Where West Bank is on the world map
Map of West Bank with cities. Where West Bank is on the world map. The main geographical facts about West Bank - population, country area, capital, official language, religions, industry and culture.
West Bank Fact File
Official name West Bank
Region Central and West Asia (Territories in Asia)
Form of government Disputed by Israel and Palestinian National Authority; interim self-government administered by Palestinian Legislative Council
Area 5,860 sq km (2,263 sq miles)
Time zone GMT + 2 hours
Life expectancy 72.5
Infancy mortality (per 1,000) 21.2
Literacy rate Not available
Currency Israeli shekel, Jordanian dinar
Economy Industry 45%, services 34%, agriculture 21 %
Climate Temperate, with cool to mild winters and warm to hot summers
Map reference Page 225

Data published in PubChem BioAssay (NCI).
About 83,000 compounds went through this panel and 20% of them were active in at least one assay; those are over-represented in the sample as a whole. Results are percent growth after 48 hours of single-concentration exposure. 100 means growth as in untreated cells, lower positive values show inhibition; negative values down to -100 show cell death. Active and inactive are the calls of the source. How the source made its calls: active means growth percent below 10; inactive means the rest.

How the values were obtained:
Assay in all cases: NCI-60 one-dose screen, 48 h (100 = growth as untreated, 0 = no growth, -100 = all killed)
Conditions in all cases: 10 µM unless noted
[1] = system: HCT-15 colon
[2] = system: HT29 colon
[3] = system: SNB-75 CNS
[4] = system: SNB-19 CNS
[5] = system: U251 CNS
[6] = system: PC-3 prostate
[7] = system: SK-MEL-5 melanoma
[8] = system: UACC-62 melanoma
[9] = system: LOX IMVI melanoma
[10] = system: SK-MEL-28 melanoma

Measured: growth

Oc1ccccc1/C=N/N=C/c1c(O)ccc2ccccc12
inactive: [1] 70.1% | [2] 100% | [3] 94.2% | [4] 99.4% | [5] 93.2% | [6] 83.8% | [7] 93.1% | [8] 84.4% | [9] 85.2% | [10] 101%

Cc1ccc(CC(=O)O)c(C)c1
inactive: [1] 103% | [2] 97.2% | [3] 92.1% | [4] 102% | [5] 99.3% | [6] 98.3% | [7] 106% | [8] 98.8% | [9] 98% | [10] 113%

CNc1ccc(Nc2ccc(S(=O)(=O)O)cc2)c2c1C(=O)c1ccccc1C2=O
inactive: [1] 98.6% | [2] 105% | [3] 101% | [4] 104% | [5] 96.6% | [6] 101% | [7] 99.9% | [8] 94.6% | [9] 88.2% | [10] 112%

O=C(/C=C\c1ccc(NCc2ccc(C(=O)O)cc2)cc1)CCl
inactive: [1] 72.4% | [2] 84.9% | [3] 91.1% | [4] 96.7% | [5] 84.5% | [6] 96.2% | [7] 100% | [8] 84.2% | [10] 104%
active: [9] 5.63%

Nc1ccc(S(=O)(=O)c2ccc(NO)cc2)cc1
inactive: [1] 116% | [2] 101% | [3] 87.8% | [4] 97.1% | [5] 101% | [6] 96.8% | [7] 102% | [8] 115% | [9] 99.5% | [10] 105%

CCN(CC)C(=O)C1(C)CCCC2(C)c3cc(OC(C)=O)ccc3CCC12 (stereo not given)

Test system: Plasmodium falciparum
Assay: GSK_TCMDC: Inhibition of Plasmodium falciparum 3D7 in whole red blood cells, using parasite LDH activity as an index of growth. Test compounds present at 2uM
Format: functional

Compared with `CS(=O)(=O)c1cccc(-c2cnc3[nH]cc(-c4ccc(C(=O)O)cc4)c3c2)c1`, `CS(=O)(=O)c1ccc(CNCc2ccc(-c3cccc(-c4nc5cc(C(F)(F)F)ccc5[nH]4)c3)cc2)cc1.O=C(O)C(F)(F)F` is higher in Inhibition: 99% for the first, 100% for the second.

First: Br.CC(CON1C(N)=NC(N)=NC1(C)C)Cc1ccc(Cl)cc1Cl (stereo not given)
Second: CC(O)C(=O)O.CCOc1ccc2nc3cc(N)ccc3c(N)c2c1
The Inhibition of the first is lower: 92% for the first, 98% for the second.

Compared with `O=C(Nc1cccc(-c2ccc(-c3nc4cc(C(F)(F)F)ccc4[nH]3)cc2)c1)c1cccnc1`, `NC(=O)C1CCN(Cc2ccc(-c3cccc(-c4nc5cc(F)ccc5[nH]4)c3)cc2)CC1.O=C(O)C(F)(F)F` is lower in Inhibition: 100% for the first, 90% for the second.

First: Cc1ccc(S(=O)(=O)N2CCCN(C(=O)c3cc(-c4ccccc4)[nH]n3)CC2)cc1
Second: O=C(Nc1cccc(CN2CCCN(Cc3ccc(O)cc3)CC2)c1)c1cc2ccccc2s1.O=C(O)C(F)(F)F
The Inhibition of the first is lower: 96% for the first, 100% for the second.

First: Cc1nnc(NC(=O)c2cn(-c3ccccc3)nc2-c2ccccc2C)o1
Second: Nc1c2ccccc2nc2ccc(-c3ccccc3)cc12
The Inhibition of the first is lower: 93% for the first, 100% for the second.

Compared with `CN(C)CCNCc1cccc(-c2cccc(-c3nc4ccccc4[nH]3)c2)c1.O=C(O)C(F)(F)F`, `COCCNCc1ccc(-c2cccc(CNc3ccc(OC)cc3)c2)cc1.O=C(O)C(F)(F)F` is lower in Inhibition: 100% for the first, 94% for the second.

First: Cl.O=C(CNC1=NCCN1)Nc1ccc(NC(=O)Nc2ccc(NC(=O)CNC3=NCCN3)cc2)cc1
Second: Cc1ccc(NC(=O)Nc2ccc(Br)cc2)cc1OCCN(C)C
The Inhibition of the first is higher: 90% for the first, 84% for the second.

Under a 1947 UN agreement this area on the west bank of the Jordan River was to become Palestinian when the State of Israel was formed. After the 1967 Six Day War Israel had control of a larger area than originally proposed. The building of Israeli settlements since then has been bitterly resented by the more than ninty-five percent Palestinian Arab population. The area depends on remittances from workers in Israel. Lack of jobs has also led to many working in the Gulf States. But the intifada in 1987-89 reduced the numbers working in Israel, and many West Bank workers were sent home following Palestinian support for Iraq in the Gulf War. Unemployment presently is about twenty-six percent. Under a 1993-95 Israeli-PLO declaration certain powers were to be transferred to a Palestinian Legislative Council, but ongoing Palestinian bombings in Israel, Israeli reprisals, and persistent Israeli settlement construction make a speedy end to strife unlikely. Whether the resumption of talks that came about as a consequence of heightened US pressure in 2003 will indeed lead to the resolution of the remaining problems—one of them being the status of Jerusalem, claimed as capital by the Palestinians as well as by the Israelis—and the foundation of an independent Palestinian state in 2005 is highly doubtful. Corruption and scandals in the Palestinian leadership and their inability to keep fundamentalist terrorists at bay as well as Israel's policy of targeting and assassinating people they deem dangerous seem to make peace almost impossible.